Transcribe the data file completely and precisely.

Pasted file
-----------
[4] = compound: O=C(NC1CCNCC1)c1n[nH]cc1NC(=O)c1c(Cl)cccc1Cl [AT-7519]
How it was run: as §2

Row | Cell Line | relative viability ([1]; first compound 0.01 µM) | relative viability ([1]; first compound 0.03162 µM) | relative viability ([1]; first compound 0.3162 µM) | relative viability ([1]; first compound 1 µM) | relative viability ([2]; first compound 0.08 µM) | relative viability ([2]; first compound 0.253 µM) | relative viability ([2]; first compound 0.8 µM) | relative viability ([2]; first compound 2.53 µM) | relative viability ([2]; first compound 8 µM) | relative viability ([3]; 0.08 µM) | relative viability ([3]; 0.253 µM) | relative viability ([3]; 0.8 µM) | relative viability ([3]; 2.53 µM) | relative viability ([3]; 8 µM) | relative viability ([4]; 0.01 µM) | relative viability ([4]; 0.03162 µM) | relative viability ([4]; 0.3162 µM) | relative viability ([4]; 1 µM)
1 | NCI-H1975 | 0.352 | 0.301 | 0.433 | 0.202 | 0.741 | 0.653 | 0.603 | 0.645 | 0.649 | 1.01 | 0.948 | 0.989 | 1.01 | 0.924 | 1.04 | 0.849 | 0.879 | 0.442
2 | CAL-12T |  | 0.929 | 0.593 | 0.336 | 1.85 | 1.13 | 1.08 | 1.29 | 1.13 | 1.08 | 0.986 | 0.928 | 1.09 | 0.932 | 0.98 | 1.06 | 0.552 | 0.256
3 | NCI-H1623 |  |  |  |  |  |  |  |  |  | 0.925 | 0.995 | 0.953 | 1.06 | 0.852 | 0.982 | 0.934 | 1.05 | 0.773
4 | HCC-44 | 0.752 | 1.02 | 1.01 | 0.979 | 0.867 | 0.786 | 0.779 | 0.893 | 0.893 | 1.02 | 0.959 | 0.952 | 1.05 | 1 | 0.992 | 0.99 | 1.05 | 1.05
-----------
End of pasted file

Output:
[4] = compound: O=C(NC1CCNCC1)c1n[nH]cc1NC(=O)c1c(Cl)cccc1Cl [AT-7519]
How it was run: as §2

Row | Cell Line | relative viability ([1]; first compound 0.01 µM) | relative viability ([1]; first compound 0.03162 µM) | relative viability ([1]; first compound 0.3162 µM) | relative viability ([1]; first compound 1 µM) | relative viability ([2]; first compound 0.08 µM) | relative viability ([2]; first compound 0.253 µM) | relative viability ([2]; first compound 0.8 µM) | relative viability ([2]; first compound 2.53 µM) | relative viability ([2]; first compound 8 µM) | relative viability ([3]; 0.08 µM) | relative viability ([3]; 0.253 µM) | relative viability ([3]; 0.8 µM) | relative viability ([3]; 2.53 µM) | relative viability ([3]; 8 µM) | relative viability ([4]; 0.01 µM) | relative viability ([4]; 0.03162 µM) | relative viability ([4]; 0.3162 µM) | relative viability ([4]; 1 µM)
1 | NCI-H1975 | 0.352 | 0.301 | 0.433 | 0.202 | 0.741 | 0.653 | 0.603 | 0.645 | 0.649 | 1.01 | 0.948 | 0.989 | 1.01 | 0.924 | 1.04 | 0.849 | 0.879 | 0.442
2 | CAL-12T |  | 0.929 | 0.593 | 0.336 | 1.85 | 1.13 | 1.08 | 1.29 | 1.13 | 1.08 | 0.986 | 0.928 | 1.09 | 0.932 | 0.98 | 1.06 | 0.552 | 0.256
3 | NCI-H1623 |  |  |  |  |  |  |  |  |  | 0.925 | 0.995 | 0.953 | 1.06 | 0.852 | 0.982 | 0.934 | 1.05 | 0.773
4 | HCC-44 | 0.752 | 1.02 | 1.01 | 0.979 | 0.867 | 0.786 | 0.779 | 0.893 | 0.893 | 1.02 | 0.959 | 0.952 | 1.05 | 1 | 0.992 | 0.99 | 1.05 | 1.05